Clinical trials are one way to get the latest treatment. They are also one of the best ways for doctors to find better ways to treat pituitary tumors. If your doctor can find one that’s studying the kind of tumor you have, it’s up to you whether to take part. And if you do sign up for a clinical trial, you can always stop at any time.

What about other treatments I hear about?

When you have a pituitary tumor you might hear about other ways to treat the tumor or treat your symptoms that are not standard medical treatments. These treatments may be vitamins, herbs, special diets, and other things.

Some of these might help, but many have not been tested. Some have been shown not to help. A few have even been found to be harmful. Talk to your doctor about anything you’re thinking about using, whether it’s a vitamin, a diet, or anything else.

Questions to ask the doctor

  • Does my tumor need to be treated? Why or why not?
  • What treatment do you think is best for me? Why?
  • What's the goal of treatment? Do you think it could cure the tumor?
  • Will treatment include surgery? If so, who will do the surgery?
  • What will the surgery be like?
  • What will I look like after surgery?
  • Will I need other types of treatment, too?
  • What's the goal of these treatments?
  • What side effects could I have from these treatments?
  • What can I do about side effects that I might have?
  • Is there a clinical trial that might be right for me?
  • What about special vitamins or diets that friends tell me about? How will I know if they are safe?
  • How soon do I need to start treatment?
  • What should I do to be ready for treatment?
  • Is there anything I can do to help the treatment work better?
  • What's the next step?

What will happen after treatment?

You’ll be glad when treatment is over. But it can be hard not to worry about the tumor coming back. Even when a pituitary tumor never comes back, you might still worry about it.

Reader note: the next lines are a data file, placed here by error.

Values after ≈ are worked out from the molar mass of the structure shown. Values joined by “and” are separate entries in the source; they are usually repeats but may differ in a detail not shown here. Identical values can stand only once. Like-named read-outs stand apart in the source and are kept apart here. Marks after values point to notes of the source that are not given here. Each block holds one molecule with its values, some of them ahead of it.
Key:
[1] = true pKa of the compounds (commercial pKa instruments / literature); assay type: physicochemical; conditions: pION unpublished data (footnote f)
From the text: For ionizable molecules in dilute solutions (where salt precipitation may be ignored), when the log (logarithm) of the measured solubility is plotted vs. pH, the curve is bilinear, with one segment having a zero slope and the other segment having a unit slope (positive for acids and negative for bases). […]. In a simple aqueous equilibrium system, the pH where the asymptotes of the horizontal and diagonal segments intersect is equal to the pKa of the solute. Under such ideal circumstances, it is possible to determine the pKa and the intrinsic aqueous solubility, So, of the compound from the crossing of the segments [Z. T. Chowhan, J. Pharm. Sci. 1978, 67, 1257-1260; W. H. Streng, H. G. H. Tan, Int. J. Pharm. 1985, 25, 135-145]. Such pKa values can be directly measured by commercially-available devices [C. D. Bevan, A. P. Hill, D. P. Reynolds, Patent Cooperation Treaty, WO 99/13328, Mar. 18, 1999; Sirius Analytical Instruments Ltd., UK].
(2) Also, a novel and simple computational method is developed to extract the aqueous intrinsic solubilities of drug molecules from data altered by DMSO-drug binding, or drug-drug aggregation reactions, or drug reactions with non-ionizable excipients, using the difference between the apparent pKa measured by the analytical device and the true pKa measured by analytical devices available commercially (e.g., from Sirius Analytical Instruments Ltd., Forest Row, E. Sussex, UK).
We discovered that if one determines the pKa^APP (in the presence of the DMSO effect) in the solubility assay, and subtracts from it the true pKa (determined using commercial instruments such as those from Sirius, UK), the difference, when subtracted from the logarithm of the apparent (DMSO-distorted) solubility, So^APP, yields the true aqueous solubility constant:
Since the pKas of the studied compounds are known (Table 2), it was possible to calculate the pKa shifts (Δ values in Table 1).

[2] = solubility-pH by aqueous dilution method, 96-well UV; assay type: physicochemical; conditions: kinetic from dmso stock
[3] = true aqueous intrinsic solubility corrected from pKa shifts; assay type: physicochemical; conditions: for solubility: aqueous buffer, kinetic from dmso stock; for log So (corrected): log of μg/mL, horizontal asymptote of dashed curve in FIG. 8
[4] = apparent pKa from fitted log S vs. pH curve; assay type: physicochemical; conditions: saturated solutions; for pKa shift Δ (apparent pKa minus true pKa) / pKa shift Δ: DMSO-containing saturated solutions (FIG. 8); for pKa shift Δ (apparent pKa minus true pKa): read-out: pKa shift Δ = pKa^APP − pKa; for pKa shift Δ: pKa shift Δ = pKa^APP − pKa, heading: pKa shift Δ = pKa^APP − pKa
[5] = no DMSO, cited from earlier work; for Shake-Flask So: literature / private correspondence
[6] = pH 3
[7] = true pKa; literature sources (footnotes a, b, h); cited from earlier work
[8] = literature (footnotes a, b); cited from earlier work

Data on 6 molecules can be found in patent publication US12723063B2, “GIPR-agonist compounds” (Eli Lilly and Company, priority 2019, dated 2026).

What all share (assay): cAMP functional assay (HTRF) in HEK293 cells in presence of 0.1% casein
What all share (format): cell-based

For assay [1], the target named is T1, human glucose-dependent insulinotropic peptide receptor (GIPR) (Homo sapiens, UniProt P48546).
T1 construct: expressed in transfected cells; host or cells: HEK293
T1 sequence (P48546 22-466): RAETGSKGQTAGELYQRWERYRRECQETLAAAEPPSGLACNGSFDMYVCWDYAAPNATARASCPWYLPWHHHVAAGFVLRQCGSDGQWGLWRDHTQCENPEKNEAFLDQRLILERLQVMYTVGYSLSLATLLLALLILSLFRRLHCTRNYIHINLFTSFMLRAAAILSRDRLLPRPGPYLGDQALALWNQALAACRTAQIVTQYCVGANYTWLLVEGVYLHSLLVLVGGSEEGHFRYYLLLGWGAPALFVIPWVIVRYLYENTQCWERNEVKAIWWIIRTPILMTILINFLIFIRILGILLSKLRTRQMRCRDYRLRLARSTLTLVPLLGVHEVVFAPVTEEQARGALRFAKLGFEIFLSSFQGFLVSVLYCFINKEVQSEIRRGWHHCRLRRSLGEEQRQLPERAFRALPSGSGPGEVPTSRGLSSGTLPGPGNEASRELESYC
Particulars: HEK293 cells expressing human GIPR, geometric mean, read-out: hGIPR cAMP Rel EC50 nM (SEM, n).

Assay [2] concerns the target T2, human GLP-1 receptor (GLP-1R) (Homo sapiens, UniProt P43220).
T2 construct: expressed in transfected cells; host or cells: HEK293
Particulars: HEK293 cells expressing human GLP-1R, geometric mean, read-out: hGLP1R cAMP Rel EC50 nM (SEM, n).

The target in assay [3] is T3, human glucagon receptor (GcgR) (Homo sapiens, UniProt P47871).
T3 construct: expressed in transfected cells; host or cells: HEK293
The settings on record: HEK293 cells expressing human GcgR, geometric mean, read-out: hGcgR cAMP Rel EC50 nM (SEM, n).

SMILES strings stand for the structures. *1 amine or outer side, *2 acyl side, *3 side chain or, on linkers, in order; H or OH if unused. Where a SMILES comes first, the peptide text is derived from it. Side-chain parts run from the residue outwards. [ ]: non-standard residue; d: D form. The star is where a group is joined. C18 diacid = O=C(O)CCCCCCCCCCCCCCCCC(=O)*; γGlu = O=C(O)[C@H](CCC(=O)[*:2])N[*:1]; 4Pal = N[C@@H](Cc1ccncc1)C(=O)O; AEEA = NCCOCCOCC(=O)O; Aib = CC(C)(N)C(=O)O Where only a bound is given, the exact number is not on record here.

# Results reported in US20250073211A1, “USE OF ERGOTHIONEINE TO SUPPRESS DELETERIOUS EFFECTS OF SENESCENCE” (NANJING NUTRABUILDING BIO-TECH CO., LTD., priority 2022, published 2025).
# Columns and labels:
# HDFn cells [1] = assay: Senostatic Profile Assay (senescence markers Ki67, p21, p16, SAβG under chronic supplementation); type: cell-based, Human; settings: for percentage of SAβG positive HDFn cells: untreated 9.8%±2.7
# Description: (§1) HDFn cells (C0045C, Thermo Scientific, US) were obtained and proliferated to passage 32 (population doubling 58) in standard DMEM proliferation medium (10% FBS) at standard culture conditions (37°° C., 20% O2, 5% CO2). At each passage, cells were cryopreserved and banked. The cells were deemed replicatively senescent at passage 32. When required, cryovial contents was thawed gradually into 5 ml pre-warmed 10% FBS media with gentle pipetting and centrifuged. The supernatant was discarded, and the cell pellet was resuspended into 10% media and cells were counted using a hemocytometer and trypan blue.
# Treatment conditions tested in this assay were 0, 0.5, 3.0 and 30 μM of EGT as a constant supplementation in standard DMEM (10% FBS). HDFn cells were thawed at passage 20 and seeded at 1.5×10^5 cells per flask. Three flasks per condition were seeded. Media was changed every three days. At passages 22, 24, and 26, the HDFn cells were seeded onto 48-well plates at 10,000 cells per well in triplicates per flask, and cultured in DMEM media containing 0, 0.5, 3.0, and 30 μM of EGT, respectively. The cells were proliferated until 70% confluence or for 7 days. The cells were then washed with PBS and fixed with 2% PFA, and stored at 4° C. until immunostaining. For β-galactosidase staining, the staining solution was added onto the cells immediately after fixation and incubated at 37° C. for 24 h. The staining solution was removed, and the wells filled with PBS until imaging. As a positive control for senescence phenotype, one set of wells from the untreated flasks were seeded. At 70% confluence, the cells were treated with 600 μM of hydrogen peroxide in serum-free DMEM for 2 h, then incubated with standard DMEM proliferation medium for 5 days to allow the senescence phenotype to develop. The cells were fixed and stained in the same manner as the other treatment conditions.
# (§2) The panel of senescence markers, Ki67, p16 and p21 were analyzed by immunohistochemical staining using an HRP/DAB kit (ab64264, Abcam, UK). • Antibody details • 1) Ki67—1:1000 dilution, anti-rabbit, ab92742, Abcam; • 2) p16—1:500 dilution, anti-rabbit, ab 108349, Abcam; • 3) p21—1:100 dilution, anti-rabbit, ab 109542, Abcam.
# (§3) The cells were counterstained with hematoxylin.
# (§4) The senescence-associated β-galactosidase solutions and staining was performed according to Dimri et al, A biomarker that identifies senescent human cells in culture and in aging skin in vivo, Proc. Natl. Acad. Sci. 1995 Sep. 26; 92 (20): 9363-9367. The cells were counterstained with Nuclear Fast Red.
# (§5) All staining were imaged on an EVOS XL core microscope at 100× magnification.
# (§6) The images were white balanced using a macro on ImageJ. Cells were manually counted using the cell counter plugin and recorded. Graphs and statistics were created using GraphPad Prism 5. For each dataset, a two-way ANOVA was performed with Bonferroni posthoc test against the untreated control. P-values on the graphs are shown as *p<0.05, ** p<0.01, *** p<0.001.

For years after treatment ends, you will see your doctor. Be sure to go to all of these follow-up visits. At first, your visits may be every few months. Then, the longer you’re tumor-free, the less often the visits are needed. Lab tests or imaging tests (like MRI scans) may be done to look for signs of a tumor. Your doctor will tell you which tests should be done and how often, based on the type of tumor and the type of treatment you had.

Having a pituitary tumor and dealing with treatment can be hard, but it can also be a time to look at your life in new ways. You might be thinking about how to improve your health. Call us or talk to your doctor to find out what you can do to feel better.

You can’t change the fact that you have a pituitary tumor. What you can change is how you live the rest of your life – making healthy choices and feeling as well as you can.

The American Cancer Society medical and editorial content team

Our team is made up of doctors and oncology certified nurses with deep knowledge of cancer care as well as journalists, editors, and translators with extensive experience in medical writing.

Adenoma (ad-uh-NO-muh): A benign (not cancer) tumor that starts in gland cells. Gland cells make and release substances into the body, like hormones. Nearly all pituitary tumors are adenomas.

Benign (be-NINE): Not cancer.

Hormones: Chemical substances released into the body by the certain glands, like the thyroid, adrenals, or pituitary gland. Hormones travel through the blood and control certain body functions. 

Tumor (TOO-mer): A lump or mass of tissue that's not normal. It may or may not be cancer.

 

We have a lot more information for you. You can find it online at www.cancer.org. Or, you can call our toll-free number at 1-800-227-2345 to talk to one of our cancer information specialists.

Written by

The American Cancer Society medical and editorial content team

Our team is made up of doctors and oncology certified nurses with deep knowledge of cancer care as well as journalists, editors, and translators with extensive experience in medical writing.

Words to know

Adenoma (ad-uh-NO-muh): A benign (not cancer) tumor that starts in gland cells. Gland cells make and release substances into the body, like hormones. Nearly all pituitary tumors are adenomas.

Benign (be-NINE): Not cancer.

Hormones: Chemical substances released into the body by the certain glands, like the thyroid, adrenals, or pituitary gland. Hormones travel through the blood and control certain body functions. 

Tumor (TOO-mer): A lump or mass of tissue that's not normal. It may or may not be cancer.

 

How can I learn more?

We have a lot more information for you. You can find it online at www.cancer.org. Or, you can call our toll-free number at 1-800-227-2345 to talk to one of our cancer information specialists.

Last Revised: October 10, 2022